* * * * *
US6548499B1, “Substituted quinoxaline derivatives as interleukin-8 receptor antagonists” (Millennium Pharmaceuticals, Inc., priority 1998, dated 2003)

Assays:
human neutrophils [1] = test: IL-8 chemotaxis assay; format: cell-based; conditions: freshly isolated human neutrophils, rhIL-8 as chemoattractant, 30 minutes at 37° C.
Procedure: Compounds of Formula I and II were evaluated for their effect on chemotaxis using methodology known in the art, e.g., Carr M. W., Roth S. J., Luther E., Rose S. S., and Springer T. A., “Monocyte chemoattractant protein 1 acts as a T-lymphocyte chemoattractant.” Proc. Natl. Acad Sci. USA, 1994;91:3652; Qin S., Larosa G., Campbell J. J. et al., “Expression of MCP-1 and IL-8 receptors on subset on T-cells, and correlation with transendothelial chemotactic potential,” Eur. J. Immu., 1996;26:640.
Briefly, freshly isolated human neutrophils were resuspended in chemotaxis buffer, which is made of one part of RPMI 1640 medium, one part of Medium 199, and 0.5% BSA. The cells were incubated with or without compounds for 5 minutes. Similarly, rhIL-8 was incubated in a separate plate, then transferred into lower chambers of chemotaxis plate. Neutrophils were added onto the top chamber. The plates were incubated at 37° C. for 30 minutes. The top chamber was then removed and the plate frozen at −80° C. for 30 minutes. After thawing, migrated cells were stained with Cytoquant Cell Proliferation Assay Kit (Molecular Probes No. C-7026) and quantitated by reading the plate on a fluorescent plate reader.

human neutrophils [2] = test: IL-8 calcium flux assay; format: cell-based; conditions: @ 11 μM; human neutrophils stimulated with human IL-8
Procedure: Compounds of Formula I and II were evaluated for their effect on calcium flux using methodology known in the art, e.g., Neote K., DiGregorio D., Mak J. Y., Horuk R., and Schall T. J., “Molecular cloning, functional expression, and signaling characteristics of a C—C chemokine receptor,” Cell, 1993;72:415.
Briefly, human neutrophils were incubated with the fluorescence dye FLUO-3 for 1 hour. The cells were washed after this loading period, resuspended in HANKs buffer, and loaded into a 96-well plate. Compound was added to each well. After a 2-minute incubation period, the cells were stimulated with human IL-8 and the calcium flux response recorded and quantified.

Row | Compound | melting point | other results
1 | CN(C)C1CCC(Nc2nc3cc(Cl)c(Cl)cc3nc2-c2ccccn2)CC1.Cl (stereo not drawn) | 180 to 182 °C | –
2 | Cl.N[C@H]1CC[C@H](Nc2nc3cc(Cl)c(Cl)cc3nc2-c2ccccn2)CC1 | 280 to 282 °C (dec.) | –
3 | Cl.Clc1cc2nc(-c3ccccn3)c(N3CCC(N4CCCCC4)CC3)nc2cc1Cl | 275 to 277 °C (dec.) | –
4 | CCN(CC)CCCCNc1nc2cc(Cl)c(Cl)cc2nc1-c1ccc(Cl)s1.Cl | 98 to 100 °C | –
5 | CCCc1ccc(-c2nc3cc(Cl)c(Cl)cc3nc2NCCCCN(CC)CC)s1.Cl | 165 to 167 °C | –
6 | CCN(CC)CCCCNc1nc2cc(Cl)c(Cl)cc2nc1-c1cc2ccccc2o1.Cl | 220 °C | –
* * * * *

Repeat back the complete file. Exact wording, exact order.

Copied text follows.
US6548499B1, “Substituted quinoxaline derivatives as interleukin-8 receptor antagonists” (Millennium Pharmaceuticals, Inc., priority 1998, dated 2003)

Assays:
human neutrophils [1] = test: IL-8 chemotaxis assay; format: cell-based; conditions: freshly isolated human neutrophils, rhIL-8 as chemoattractant, 30 minutes at 37° C.
Procedure: Compounds of Formula I and II were evaluated for their effect on chemotaxis using methodology known in the art, e.g., Carr M. W., Roth S. J., Luther E., Rose S. S., and Springer T. A., “Monocyte chemoattractant protein 1 acts as a T-lymphocyte chemoattractant.” Proc. Natl. Acad Sci. USA, 1994;91:3652; Qin S., Larosa G., Campbell J. J. et al., “Expression of MCP-1 and IL-8 receptors on subset on T-cells, and correlation with transendothelial chemotactic potential,” Eur. J. Immu., 1996;26:640.
Briefly, freshly isolated human neutrophils were resuspended in chemotaxis buffer, which is made of one part of RPMI 1640 medium, one part of Medium 199, and 0.5% BSA. The cells were incubated with or without compounds for 5 minutes. Similarly, rhIL-8 was incubated in a separate plate, then transferred into lower chambers of chemotaxis plate. Neutrophils were added onto the top chamber. The plates were incubated at 37° C. for 30 minutes. The top chamber was then removed and the plate frozen at −80° C. for 30 minutes. After thawing, migrated cells were stained with Cytoquant Cell Proliferation Assay Kit (Molecular Probes No. C-7026) and quantitated by reading the plate on a fluorescent plate reader.

human neutrophils [2] = test: IL-8 calcium flux assay; format: cell-based; conditions: @ 11 μM; human neutrophils stimulated with human IL-8
Procedure: Compounds of Formula I and II were evaluated for their effect on calcium flux using methodology known in the art, e.g., Neote K., DiGregorio D., Mak J. Y., Horuk R., and Schall T. J., “Molecular cloning, functional expression, and signaling characteristics of a C—C chemokine receptor,” Cell, 1993;72:415.
Briefly, human neutrophils were incubated with the fluorescence dye FLUO-3 for 1 hour. The cells were washed after this loading period, resuspended in HANKs buffer, and loaded into a 96-well plate. Compound was added to each well. After a 2-minute incubation period, the cells were stimulated with human IL-8 and the calcium flux response recorded and quantified.

Row | Compound | melting point | other results
1 | CN(C)C1CCC(Nc2nc3cc(Cl)c(Cl)cc3nc2-c2ccccn2)CC1.Cl (stereo not drawn) | 180 to 182 °C | –
2 | Cl.N[C@H]1CC[C@H](Nc2nc3cc(Cl)c(Cl)cc3nc2-c2ccccn2)CC1 | 280 to 282 °C (dec.) | –
3 | Cl.Clc1cc2nc(-c3ccccn3)c(N3CCC(N4CCCCC4)CC3)nc2cc1Cl | 275 to 277 °C (dec.) | –
4 | CCN(CC)CCCCNc1nc2cc(Cl)c(Cl)cc2nc1-c1ccc(Cl)s1.Cl | 98 to 100 °C | –
5 | CCCc1ccc(-c2nc3cc(Cl)c(Cl)cc3nc2NCCCCN(CC)CC)s1.Cl | 165 to 167 °C | –
6 | CCN(CC)CCCCNc1nc2cc(Cl)c(Cl)cc2nc1-c1cc2ccccc2o1.Cl | 220 °C | –